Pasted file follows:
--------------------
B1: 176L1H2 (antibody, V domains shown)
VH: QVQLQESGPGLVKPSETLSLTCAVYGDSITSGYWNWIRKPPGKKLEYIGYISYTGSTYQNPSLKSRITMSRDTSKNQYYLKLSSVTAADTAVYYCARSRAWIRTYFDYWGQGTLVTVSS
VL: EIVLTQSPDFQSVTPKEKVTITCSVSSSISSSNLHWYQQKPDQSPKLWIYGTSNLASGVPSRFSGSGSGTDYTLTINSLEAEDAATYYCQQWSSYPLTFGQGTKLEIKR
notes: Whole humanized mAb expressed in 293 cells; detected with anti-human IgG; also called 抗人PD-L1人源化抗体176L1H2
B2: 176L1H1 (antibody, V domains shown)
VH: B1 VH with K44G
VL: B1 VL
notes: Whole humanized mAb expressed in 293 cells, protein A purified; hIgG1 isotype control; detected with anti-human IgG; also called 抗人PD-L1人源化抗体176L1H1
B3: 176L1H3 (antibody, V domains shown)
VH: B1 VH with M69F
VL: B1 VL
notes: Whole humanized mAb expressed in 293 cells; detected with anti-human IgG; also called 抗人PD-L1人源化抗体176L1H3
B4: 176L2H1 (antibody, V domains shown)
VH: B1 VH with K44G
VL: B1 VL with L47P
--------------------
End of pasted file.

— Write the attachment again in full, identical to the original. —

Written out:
B1: 176L1H2 (antibody, V domains shown)
VH: QVQLQESGPGLVKPSETLSLTCAVYGDSITSGYWNWIRKPPGKKLEYIGYISYTGSTYQNPSLKSRITMSRDTSKNQYYLKLSSVTAADTAVYYCARSRAWIRTYFDYWGQGTLVTVSS
VL: EIVLTQSPDFQSVTPKEKVTITCSVSSSISSSNLHWYQQKPDQSPKLWIYGTSNLASGVPSRFSGSGSGTDYTLTINSLEAEDAATYYCQQWSSYPLTFGQGTKLEIKR
notes: Whole humanized mAb expressed in 293 cells; detected with anti-human IgG; also called 抗人PD-L1人源化抗体176L1H2
B2: 176L1H1 (antibody, V domains shown)
VH: B1 VH with K44G
VL: B1 VL
notes: Whole humanized mAb expressed in 293 cells, protein A purified; hIgG1 isotype control; detected with anti-human IgG; also called 抗人PD-L1人源化抗体176L1H1
B3: 176L1H3 (antibody, V domains shown)
VH: B1 VH with M69F
VL: B1 VL
notes: Whole humanized mAb expressed in 293 cells; detected with anti-human IgG; also called 抗人PD-L1人源化抗体176L1H3
B4: 176L2H1 (antibody, V domains shown)
VH: B1 VH with K44G
VL: B1 VL with L47P